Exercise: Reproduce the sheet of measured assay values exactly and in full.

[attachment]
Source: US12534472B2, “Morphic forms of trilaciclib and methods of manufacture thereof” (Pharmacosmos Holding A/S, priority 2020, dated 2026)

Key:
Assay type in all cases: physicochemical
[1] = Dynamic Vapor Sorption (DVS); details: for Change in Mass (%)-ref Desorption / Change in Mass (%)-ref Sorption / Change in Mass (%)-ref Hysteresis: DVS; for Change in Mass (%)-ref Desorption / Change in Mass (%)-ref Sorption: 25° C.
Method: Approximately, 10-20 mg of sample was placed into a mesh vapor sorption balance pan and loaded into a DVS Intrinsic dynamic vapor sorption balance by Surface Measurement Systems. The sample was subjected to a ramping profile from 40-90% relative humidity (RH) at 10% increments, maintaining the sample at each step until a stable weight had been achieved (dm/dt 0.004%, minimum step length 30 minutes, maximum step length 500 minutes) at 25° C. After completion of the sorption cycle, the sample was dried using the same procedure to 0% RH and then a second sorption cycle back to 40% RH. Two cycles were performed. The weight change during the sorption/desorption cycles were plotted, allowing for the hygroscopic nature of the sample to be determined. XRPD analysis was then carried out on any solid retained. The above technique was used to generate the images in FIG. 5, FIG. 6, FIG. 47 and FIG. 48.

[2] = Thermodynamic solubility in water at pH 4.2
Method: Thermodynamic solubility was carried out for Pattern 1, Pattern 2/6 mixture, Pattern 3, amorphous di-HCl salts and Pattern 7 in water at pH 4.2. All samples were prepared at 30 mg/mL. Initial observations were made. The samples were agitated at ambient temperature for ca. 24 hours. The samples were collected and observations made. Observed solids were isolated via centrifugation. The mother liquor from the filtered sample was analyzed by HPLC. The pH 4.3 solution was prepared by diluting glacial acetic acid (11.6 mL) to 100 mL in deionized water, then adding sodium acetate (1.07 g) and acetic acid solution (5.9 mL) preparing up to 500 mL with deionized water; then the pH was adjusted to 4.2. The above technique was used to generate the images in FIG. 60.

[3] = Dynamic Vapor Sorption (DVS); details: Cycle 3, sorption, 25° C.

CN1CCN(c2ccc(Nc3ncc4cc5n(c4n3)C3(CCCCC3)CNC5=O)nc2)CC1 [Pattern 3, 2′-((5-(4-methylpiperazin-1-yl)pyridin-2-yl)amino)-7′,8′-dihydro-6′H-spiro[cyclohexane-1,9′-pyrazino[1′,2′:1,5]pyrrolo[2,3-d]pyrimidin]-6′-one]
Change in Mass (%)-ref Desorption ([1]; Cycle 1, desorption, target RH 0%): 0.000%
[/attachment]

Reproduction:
Source: US12534472B2, “Morphic forms of trilaciclib and methods of manufacture thereof” (Pharmacosmos Holding A/S, priority 2020, dated 2026)

Key:
Assay type in all cases: physicochemical
[1] = Dynamic Vapor Sorption (DVS); details: for Change in Mass (%)-ref Desorption / Change in Mass (%)-ref Sorption / Change in Mass (%)-ref Hysteresis: DVS; for Change in Mass (%)-ref Desorption / Change in Mass (%)-ref Sorption: 25° C.
Method: Approximately, 10-20 mg of sample was placed into a mesh vapor sorption balance pan and loaded into a DVS Intrinsic dynamic vapor sorption balance by Surface Measurement Systems. The sample was subjected to a ramping profile from 40-90% relative humidity (RH) at 10% increments, maintaining the sample at each step until a stable weight had been achieved (dm/dt 0.004%, minimum step length 30 minutes, maximum step length 500 minutes) at 25° C. After completion of the sorption cycle, the sample was dried using the same procedure to 0% RH and then a second sorption cycle back to 40% RH. Two cycles were performed. The weight change during the sorption/desorption cycles were plotted, allowing for the hygroscopic nature of the sample to be determined. XRPD analysis was then carried out on any solid retained. The above technique was used to generate the images in FIG. 5, FIG. 6, FIG. 47 and FIG. 48.

[2] = Thermodynamic solubility in water at pH 4.2
Method: Thermodynamic solubility was carried out for Pattern 1, Pattern 2/6 mixture, Pattern 3, amorphous di-HCl salts and Pattern 7 in water at pH 4.2. All samples were prepared at 30 mg/mL. Initial observations were made. The samples were agitated at ambient temperature for ca. 24 hours. The samples were collected and observations made. Observed solids were isolated via centrifugation. The mother liquor from the filtered sample was analyzed by HPLC. The pH 4.3 solution was prepared by diluting glacial acetic acid (11.6 mL) to 100 mL in deionized water, then adding sodium acetate (1.07 g) and acetic acid solution (5.9 mL) preparing up to 500 mL with deionized water; then the pH was adjusted to 4.2. The above technique was used to generate the images in FIG. 60.

[3] = Dynamic Vapor Sorption (DVS); details: Cycle 3, sorption, 25° C.

CN1CCN(c2ccc(Nc3ncc4cc5n(c4n3)C3(CCCCC3)CNC5=O)nc2)CC1 [Pattern 3, 2′-((5-(4-methylpiperazin-1-yl)pyridin-2-yl)amino)-7′,8′-dihydro-6′H-spiro[cyclohexane-1,9′-pyrazino[1′,2′:1,5]pyrrolo[2,3-d]pyrimidin]-6′-one]
Change in Mass (%)-ref Desorption ([1]; Cycle 1, desorption, target RH 0%): 0.000%